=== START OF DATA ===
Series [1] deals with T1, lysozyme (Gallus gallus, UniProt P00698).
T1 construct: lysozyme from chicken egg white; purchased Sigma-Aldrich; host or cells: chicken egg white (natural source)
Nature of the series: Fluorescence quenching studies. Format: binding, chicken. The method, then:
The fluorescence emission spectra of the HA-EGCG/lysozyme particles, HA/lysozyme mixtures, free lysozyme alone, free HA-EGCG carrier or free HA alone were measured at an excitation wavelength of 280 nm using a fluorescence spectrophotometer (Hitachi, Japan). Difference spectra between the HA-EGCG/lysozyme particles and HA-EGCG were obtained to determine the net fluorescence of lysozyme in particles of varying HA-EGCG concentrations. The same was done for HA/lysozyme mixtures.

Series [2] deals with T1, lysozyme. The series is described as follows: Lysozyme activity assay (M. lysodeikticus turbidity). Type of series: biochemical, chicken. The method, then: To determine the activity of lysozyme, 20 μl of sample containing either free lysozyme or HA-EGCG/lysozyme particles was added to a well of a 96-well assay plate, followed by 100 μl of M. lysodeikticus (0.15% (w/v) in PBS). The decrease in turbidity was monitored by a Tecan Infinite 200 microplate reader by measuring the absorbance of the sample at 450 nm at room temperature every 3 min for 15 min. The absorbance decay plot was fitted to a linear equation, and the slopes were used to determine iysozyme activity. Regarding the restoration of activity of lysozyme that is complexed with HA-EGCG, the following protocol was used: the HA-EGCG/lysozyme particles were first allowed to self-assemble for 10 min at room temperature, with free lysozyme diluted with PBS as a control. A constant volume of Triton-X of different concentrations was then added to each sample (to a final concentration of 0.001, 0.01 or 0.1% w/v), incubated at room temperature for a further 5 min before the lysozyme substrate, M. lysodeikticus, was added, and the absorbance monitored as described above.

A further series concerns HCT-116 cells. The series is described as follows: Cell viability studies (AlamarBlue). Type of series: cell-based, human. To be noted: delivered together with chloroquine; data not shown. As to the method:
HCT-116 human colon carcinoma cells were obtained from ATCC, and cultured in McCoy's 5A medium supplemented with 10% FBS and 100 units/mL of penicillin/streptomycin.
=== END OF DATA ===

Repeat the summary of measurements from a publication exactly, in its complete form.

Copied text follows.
Series [1] deals with T1, lysozyme (Gallus gallus, UniProt P00698).
T1 construct: lysozyme from chicken egg white; purchased Sigma-Aldrich; host or cells: chicken egg white (natural source)
Nature of the series: Fluorescence quenching studies. Format: binding, chicken. The method, then:
The fluorescence emission spectra of the HA-EGCG/lysozyme particles, HA/lysozyme mixtures, free lysozyme alone, free HA-EGCG carrier or free HA alone were measured at an excitation wavelength of 280 nm using a fluorescence spectrophotometer (Hitachi, Japan). Difference spectra between the HA-EGCG/lysozyme particles and HA-EGCG were obtained to determine the net fluorescence of lysozyme in particles of varying HA-EGCG concentrations. The same was done for HA/lysozyme mixtures.

Series [2] deals with T1, lysozyme. The series is described as follows: Lysozyme activity assay (M. lysodeikticus turbidity). Type of series: biochemical, chicken. The method, then: To determine the activity of lysozyme, 20 μl of sample containing either free lysozyme or HA-EGCG/lysozyme particles was added to a well of a 96-well assay plate, followed by 100 μl of M. lysodeikticus (0.15% (w/v) in PBS). The decrease in turbidity was monitored by a Tecan Infinite 200 microplate reader by measuring the absorbance of the sample at 450 nm at room temperature every 3 min for 15 min. The absorbance decay plot was fitted to a linear equation, and the slopes were used to determine iysozyme activity. Regarding the restoration of activity of lysozyme that is complexed with HA-EGCG, the following protocol was used: the HA-EGCG/lysozyme particles were first allowed to self-assemble for 10 min at room temperature, with free lysozyme diluted with PBS as a control. A constant volume of Triton-X of different concentrations was then added to each sample (to a final concentration of 0.001, 0.01 or 0.1% w/v), incubated at room temperature for a further 5 min before the lysozyme substrate, M. lysodeikticus, was added, and the absorbance monitored as described above.

A further series concerns HCT-116 cells. The series is described as follows: Cell viability studies (AlamarBlue). Type of series: cell-based, human. To be noted: delivered together with chloroquine; data not shown. As to the method:
HCT-116 human colon carcinoma cells were obtained from ATCC, and cultured in McCoy's 5A medium supplemented with 10% FBS and 100 units/mL of penicillin/streptomycin.